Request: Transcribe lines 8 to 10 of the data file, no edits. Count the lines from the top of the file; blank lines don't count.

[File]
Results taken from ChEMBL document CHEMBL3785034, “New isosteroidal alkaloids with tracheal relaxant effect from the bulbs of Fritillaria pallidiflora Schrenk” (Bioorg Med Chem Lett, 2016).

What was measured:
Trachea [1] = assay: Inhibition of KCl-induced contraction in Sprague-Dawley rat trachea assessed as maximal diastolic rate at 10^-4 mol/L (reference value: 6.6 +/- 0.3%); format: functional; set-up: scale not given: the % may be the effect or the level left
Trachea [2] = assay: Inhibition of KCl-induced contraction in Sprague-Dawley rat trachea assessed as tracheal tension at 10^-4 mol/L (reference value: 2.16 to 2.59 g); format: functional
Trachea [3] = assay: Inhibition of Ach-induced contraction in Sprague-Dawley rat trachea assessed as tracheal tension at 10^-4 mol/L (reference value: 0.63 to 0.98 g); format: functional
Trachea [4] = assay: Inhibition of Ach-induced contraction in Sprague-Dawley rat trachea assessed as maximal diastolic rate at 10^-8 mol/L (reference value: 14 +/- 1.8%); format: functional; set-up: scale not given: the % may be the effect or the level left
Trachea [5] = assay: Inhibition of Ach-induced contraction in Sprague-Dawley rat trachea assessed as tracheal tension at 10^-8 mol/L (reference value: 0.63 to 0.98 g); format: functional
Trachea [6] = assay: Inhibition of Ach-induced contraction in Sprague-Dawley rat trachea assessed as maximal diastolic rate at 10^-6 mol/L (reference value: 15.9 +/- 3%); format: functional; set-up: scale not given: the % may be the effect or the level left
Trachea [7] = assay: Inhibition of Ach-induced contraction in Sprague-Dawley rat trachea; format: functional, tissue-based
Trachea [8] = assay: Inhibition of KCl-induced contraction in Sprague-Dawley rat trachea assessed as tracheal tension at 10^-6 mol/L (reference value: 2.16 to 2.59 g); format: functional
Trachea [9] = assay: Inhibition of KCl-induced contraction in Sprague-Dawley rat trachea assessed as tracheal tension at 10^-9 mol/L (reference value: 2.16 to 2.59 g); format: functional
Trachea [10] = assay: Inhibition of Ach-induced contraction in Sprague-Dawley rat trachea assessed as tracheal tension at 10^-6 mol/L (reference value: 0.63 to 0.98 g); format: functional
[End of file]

Trachea [6] = assay: Inhibition of Ach-induced contraction in Sprague-Dawley rat trachea assessed as maximal diastolic rate at 10^-6 mol/L (reference value: 15.9 +/- 3%); format: functional; set-up: scale not given: the % may be the effect or the level left
Trachea [7] = assay: Inhibition of Ach-induced contraction in Sprague-Dawley rat trachea; format: functional, tissue-based
Trachea [8] = assay: Inhibition of KCl-induced contraction in Sprague-Dawley rat trachea assessed as tracheal tension at 10^-6 mol/L (reference value: 2.16 to 2.59 g); format: functional